The Product of a Perfect Pause
Being a physician, especially a primary care physician, most of my ordinary day is spent having conversations with people, getting to know them a bit, to hopefully be more capable at knowing how to direct them toward options, how to contextualize their health issue or introduce a remedy, how to advise, across a wide range of personality types, with wide-ranging experiences. You learn how to enter tender matters, like death and dying, and how to address the inappropriate and appropriate worries people bring, as well as the inappropriate and appropriate calm some have. Conversations, one exam room to the next, can range from the light-hearted to the very dark, and you learn, and continue to learn how to have those conversations, with an actionable outcome, in 15 to 20 minutes. This part of the work makes up the majority of time spent, even with technology nearby. Part of the work includes documentation of what is discussed, although it would be rare data entry to mention a postural change, a brief grimace, an unexpected vocal inflection, or the moistening of a pair of eyes. We all are raised to some degree, to be relational, and to value communications [verbal and non-verbal] and it factors into having these conversations. None of us, however, are naturally prepared to put our eyes, ears, and hands to do the work of figuring out someone else's body, which brings us to what makes up another part of the day- the physical exam.
I cannot remember, as a medical student, my first effort at examining a stranger, but we all would make rounds, with someone experienced, who would demonstrate the 'how to', and like anything else, some were good teachers, and some, were just plain curious. We all, however, begin the journey of an examiner with zero experience, seeing those very young and very old, male and female, gay and straight, healthy and sick, educated and uneducated, mentally well and mentally disturbed across all ethnic, racial, philosophical, economic, and religious characteristics, examining often from front to back, from top to toes, to include the mentionable and the unmentionable parts, done each and every day. Some are strangers, and some are known well, and some are strangers that become friends. Some may even be family members or old friends. As your own journey goes, as a doctor, you occasionally get to experience the exceptional, to bring us to one whom I examined, who had beautiful legs, and not those of my wife.--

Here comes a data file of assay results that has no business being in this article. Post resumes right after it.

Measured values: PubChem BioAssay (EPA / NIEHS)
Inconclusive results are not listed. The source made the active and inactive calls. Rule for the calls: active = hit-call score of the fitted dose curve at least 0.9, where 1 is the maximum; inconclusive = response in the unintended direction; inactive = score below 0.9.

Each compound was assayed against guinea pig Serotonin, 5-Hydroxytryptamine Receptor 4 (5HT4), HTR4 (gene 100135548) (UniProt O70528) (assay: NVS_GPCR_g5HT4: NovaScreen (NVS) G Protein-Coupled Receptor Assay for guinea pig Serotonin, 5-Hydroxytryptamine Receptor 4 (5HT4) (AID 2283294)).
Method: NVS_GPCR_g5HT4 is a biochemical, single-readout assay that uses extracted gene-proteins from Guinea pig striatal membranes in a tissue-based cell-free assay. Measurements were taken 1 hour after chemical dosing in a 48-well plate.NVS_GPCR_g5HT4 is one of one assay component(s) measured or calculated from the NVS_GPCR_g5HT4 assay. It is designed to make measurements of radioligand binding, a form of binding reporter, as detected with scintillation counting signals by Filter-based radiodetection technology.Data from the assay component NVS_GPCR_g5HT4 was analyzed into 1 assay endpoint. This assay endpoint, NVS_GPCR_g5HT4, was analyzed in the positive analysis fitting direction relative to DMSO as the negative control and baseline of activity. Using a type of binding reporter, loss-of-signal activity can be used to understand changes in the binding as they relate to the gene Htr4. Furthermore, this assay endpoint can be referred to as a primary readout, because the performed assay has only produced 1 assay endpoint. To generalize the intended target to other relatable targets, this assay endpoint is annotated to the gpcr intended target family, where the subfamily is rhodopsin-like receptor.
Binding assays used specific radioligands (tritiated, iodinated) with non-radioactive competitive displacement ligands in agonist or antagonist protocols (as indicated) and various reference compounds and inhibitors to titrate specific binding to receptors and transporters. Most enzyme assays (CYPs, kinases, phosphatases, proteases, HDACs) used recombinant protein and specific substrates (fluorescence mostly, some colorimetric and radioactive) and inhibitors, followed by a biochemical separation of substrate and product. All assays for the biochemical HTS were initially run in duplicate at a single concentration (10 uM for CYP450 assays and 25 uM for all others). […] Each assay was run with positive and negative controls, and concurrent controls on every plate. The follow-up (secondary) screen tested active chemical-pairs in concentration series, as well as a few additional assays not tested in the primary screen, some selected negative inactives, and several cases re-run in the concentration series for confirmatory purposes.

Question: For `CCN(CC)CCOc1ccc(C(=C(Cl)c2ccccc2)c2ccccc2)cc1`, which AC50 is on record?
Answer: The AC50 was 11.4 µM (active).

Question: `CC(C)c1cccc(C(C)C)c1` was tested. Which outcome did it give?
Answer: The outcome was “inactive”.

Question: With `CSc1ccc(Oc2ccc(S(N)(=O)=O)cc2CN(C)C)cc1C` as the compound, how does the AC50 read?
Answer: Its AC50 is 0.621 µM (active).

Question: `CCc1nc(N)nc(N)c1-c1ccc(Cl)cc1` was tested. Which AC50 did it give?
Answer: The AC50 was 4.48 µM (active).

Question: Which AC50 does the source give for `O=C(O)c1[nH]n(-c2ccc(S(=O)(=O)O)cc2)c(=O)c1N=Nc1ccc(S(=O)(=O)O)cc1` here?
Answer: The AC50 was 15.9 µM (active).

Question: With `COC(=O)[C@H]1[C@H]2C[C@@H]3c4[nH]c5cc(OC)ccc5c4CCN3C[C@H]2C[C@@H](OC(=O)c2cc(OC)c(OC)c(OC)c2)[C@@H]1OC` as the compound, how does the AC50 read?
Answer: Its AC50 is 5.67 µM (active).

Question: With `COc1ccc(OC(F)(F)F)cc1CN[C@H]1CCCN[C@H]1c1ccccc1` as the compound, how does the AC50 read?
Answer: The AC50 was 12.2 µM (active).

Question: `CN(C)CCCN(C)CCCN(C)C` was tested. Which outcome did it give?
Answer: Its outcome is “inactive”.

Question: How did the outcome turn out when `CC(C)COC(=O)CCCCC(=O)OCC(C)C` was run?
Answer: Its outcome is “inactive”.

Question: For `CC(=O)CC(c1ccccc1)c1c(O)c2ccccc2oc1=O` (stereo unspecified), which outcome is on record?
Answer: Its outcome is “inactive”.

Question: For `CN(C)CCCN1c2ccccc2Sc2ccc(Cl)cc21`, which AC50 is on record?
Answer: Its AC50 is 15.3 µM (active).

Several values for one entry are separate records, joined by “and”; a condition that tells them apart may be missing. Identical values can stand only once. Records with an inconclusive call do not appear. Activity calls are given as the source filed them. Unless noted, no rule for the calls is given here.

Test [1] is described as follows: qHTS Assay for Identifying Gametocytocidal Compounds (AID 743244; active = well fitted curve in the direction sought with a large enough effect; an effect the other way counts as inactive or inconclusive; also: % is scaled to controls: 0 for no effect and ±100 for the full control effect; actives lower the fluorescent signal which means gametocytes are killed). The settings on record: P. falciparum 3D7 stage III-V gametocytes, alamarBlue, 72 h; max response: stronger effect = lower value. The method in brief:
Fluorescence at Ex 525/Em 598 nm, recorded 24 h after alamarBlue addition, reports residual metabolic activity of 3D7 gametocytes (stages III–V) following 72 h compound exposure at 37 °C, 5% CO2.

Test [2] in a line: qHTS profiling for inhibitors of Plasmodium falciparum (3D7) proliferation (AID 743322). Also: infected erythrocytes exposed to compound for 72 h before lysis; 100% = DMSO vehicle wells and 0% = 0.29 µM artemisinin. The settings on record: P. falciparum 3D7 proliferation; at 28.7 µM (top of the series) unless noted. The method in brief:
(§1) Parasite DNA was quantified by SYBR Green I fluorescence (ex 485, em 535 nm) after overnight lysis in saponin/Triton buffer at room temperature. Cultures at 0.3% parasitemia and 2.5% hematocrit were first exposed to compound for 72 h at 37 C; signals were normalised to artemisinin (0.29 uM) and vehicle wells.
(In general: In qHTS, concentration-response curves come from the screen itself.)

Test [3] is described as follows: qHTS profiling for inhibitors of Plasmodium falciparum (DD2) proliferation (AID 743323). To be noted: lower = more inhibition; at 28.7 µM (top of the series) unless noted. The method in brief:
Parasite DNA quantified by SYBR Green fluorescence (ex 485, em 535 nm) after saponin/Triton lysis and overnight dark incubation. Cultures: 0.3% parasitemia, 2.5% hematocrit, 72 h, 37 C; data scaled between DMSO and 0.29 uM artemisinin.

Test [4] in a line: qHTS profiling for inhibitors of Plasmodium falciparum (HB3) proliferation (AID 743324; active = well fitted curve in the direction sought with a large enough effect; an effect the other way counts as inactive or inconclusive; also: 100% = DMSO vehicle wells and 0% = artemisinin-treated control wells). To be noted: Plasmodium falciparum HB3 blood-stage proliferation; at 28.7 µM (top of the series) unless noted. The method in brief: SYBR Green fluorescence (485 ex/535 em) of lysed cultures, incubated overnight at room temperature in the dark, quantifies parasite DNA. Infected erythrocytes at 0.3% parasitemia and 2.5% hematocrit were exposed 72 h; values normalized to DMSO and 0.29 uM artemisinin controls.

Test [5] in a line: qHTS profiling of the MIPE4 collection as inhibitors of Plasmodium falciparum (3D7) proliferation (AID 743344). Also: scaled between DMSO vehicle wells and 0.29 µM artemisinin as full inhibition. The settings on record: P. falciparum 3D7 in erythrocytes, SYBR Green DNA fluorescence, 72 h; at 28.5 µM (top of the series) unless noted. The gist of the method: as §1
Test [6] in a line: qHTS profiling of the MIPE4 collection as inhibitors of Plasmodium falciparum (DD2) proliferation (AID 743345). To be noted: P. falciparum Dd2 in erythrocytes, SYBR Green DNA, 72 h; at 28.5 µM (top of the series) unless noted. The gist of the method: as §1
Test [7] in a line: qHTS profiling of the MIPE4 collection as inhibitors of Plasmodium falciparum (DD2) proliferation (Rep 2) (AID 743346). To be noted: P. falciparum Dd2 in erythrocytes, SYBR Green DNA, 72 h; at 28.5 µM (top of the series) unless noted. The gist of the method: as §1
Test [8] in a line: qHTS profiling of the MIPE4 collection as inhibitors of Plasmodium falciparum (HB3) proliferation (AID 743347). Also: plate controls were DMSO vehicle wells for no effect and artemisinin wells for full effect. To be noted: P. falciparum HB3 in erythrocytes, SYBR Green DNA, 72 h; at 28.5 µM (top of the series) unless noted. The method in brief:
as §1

We all learn what makes for beauty. This patient, I have seen for years, going back to when balancing and walking was easier, and there was better eyesight, but due to a genetic, neurodegenerative condition, things worsened as it had for other family members, now permitting this sixty-year-old to be very dependent, no longer having sight, coordination, or balance. A niece would provide transportation, schedule appointments, help with personal affairs, and push the wheelchair that Lawrence relied on. Yes, Lawrence had beautiful legs. How so? Well, you see for decades, he was a praying man. He knelt and prayed much, so much so that the skin of his knees, became coarse, rough like leather, dark, and thick from the challenge of kneeling. Despite decades of predictably declining ability, his demeanor, his attitude, was consistently kindly and pleasant, without complaint. He was, and is a living testimony. Given more than thirty years of examining people, I had never seen knees like his, beautiful.
As embraced as the book of Ephesians is, clarifying our election and adoption by grace, our salvation by grace alone, our role as the church, the hope and thrust of unity, the call to powerfully love, and the Christian obligation, we have that familiar chapter six finalizing those grand chapters with it's 155 verses, having us don the whole armor of God, having us to stand, it's anchoring and all-encompassing armor being prayer, stirring with life in verse 18, urging that we PRAY ALWAYS, that with all manner of praying we PRAY IN THE SPIRIT, and that we PRAYERFULLY KEEP WATCH. Jesus, as our example, took prayer into the garden of Gethsemane, His heart and soul in every word, His prayer life as key a part of Him as His flesh and bones, knowing of His soon-to-be death [for us].
Cultivated beyond self, prayer is essential, whether loud or quiet, whether word-filled or wordless.
O' were the church to be a thankful church, a God-adoring church, a confessing church, a sure church unafraid to hope big and ask God, how might our precious world change?
Dear Lord, make it so, and let it begin with me.
Prayer: Our Father, which art in heaven, hallowed be Thy name. Thy kingdom come. Thy will be done on earth as it is in heaven. Give us this day our daily bread, and forgive us our debts as we forgive our debtors. And lead us not into temptation, but deliver us from evil. For Thine is the kingdom and the power and the glory, forever. Amen and amen.
(by Dr. McNeal Brockington)
Amen my brother! Thank you for sharing and reminding me about the importance to pray without ceasing. God bless you!
Amen Dr. Brockington! Thank you for being a front line worker, caring for the health of others and reminding me of the power of prayer especially for such a time as this.
Amen Brother! Thank you Awesome Devotional!!